In the days before Christmas I had to venture to the grocery story. I couldn't just pop in to the one down the street. The holiday called for a visit to the most wonderful grocery store - Wegmans. When we first moved to Northern Virginia in 2008 we lived in Arlington. The closest Wegmans was in Fairfax, about 20 miles or an hour of traffic. Yet each week, Waverly and I would pick Matt up from work and we would make the trek out there. We would have a delicious sub for dinner and then fill the cart with supplies. It was our young family's routine. Eventually baby Oliver joined in on the fun and joined in the ritual.

When we moved back to Virginia after our stint in London, we were living in a new area. Everything was unknown, except for that same Wegmans, which was now a few miles closer. I would run off during the day while the kids were at school, sometimes Oliver would tag along and push the cart for me, and we would still find ourselves there for dinner as a family. Although Matt would usually take the kids to the car for a video while I shopped.

I bought favorite foods for the kids, lots of bananas and yogurt. They carried the largest size pull-ups for my ever growing kids. They had a British area, where we could buy Crunchie bars and biscuits. I transitioned to the baby food aisle as Wavey's swallow worsened and bought Pediasure to pump up her caloric intake. I picked out birthday cakes with polka dots and Mickey Mouse. I requested a Caroline's Cart and months later received a call from the manager letting me know it had arrived. Waverly and Oliver took turns shopping with me in a new and safe way. I remember friends texting me from Wegmans when Waverly was on hospice to ask if I needed anything. A request for Matt's favorite chocolate cake was made for his birthday and it was delivered a few hours later.

Since Waverly died I have avoided Wegmans. Days after she passed I went to gather supplies for friends who would descend on our home for her funeral. I felt like a huge spot light was shining on me as I wandering the aisles. "This woman's daughter is dead" was blaring on the intercom, alerting others to avoid me. I felt naked and raw. A friend referred to this feeling as being without skin. Each time I passed something I had bought for Wavey, hot tears would fill my eyes and my breath would quicken. Wegmans became a trigger for me. So I avoided it.

Wegmans was one of the few constants in our lives. It was a place where toddler Wavey helped fill the cart. It was one of the first places we took Oliver after he was born. And it was one of the first places we returned to when we moved back in the midst of diagnosis chaos.

My desire to cook dissipated. I would stop at more convenient shops and quickly buy only the essentials. No memories to impede my perusing of the shelves. Ordering online was safer.

However this year the Christmas spirit flickered within me. I wanted to buy the baked brie we would always eat. I wanted fresh crusty bread and cannoli dip. So after Oliver went to bed and I thought the crowds would be fewer, I ventured back to our Wegmans. And as I entered I started to cry. Tears slowly dripped from my eyes as I grabbed our favorite olives and found the last small brie. Smiles came across my face as I saw the puffed cereal Oliver used to love to eat and the Ella's smoothies that Wavey adored. And as I weaved through the store I realized that in avoiding Wegmans I was trying to avoid my grief.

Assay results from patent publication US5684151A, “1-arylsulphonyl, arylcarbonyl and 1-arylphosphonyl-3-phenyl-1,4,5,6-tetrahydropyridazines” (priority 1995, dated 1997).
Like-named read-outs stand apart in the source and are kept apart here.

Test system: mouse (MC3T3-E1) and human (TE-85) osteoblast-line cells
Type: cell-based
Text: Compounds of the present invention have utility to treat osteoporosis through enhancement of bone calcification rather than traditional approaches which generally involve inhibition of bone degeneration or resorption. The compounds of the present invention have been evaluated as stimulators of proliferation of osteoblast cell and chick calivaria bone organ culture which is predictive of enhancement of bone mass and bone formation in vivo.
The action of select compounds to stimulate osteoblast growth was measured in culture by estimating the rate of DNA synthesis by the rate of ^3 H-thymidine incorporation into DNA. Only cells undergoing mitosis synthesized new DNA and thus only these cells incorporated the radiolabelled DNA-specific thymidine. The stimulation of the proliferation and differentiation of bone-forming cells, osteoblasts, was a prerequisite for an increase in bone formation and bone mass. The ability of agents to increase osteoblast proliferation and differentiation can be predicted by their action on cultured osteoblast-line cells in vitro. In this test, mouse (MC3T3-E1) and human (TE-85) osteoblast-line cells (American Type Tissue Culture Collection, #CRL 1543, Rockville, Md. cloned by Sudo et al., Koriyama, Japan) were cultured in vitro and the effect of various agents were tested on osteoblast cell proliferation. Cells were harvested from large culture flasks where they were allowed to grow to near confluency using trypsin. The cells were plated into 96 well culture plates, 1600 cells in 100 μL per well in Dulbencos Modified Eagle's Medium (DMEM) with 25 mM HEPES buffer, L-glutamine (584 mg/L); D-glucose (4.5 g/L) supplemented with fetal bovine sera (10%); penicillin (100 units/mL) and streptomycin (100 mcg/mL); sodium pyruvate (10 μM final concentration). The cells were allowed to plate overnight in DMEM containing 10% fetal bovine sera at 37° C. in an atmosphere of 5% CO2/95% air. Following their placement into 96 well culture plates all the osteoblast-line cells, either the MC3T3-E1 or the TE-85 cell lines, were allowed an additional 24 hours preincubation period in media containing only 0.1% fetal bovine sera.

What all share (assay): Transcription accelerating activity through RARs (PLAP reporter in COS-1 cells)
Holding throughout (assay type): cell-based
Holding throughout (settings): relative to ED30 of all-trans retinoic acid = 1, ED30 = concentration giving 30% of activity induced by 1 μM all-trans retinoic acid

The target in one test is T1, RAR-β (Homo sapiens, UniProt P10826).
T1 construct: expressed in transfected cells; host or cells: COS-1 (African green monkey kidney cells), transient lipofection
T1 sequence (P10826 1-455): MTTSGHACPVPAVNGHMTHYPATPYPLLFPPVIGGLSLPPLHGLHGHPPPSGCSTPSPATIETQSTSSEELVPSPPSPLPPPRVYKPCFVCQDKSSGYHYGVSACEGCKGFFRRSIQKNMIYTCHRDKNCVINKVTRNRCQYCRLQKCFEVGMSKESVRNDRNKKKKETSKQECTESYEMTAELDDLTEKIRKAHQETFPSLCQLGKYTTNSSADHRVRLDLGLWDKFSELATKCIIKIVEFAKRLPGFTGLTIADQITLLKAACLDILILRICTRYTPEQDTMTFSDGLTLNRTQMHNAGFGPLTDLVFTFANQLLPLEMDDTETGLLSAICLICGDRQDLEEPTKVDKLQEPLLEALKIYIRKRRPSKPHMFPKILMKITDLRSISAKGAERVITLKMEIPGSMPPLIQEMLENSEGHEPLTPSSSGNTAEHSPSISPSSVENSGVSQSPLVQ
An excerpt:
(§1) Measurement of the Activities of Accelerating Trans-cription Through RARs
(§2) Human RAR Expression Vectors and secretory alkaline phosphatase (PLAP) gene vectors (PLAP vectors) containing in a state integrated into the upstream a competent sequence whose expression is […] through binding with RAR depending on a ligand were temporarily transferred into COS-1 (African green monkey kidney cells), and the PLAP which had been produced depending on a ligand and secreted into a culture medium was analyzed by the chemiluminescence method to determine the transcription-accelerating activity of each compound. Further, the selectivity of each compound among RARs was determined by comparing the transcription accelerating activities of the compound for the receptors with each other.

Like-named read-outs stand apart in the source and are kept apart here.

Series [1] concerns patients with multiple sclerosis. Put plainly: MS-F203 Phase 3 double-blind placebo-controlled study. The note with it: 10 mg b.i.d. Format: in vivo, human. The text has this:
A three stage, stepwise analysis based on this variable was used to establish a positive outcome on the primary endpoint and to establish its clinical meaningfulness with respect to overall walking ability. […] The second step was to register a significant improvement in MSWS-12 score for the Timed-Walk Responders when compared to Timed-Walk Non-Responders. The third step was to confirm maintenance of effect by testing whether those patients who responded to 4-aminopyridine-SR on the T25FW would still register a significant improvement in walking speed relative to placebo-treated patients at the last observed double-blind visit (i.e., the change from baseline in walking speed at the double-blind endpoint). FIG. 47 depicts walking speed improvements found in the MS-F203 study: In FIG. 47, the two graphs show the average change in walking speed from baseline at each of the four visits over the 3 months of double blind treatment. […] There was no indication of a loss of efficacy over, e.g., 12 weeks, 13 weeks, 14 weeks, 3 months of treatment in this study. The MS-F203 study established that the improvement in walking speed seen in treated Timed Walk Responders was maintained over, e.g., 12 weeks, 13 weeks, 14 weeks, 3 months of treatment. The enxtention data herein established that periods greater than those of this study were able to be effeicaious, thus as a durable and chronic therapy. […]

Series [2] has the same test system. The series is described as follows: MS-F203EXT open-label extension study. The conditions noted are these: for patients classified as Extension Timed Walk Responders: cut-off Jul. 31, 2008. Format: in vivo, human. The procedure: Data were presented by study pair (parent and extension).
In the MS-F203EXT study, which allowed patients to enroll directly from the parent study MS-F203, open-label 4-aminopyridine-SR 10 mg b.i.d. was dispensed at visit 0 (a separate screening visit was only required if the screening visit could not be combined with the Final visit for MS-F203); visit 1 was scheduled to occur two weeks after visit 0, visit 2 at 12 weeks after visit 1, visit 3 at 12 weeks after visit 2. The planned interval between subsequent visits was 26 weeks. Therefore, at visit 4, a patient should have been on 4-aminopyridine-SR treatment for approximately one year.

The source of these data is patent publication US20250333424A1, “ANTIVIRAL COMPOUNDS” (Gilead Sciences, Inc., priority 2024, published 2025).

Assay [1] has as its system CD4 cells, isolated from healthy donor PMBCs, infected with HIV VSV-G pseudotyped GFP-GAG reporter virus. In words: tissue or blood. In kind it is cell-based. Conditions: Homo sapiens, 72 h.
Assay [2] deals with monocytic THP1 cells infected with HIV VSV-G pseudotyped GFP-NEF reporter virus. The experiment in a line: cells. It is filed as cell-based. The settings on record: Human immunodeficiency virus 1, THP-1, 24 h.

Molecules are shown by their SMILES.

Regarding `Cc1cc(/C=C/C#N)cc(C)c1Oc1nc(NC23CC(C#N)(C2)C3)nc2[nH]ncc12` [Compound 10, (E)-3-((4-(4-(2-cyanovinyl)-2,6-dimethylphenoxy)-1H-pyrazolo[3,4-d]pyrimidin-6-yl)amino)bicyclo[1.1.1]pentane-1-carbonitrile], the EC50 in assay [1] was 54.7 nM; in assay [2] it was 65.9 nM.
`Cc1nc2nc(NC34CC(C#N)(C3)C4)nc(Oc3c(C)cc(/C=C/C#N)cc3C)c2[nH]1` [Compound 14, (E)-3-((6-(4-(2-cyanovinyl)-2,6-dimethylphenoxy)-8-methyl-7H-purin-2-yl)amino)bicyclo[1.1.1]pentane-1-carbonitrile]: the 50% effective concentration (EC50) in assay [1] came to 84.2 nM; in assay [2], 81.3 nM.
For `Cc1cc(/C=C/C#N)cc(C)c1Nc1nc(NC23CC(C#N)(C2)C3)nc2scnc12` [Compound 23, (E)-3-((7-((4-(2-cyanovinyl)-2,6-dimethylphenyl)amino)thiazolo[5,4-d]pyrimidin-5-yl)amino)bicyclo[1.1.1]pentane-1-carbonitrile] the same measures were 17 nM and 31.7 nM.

If you haven't been through loss this may sound nonsensical. But I hope to some of you this will be a reminder that you are not crazy. Triggers are part of the process. Avoidance is sometimes the body's way at self-protection.


cratessc said…
Thank you so much for sharing this. You are correct - you cannot understand unless you have been through a profound loss. I avoided many things during this past year after my husband passed. I just couldn't face the memories. However, I have come to realize that we must face them, head-on. This is the only way to embrace the grief and work through it. It never goes away, but at least we can learn to acknowledge and manage it. :)

Stephanie in Portland
lesley said…
As I read this, I think of the triggers I will have after my daughter passes. I fully understand.
Elise said…
Oh, these triggers are so difficult. There are many things I no longer find pleasure in because they were associated with my mom. People say time heals, but I think it's more that it softens things, takes the edge off. Not all wounds heal, you just figure out how to live with the pain. For me, some of those happy places where things were "normal" are forever changed. There are places I go (or things I do) where all I can do is very briefly acknowledge the triggered memory and then push it back into its box so I don't fall apart.

I wanted to share that even though I know your blog name, I always Google "Waverly McNeil" to find you, saying her name if you will.

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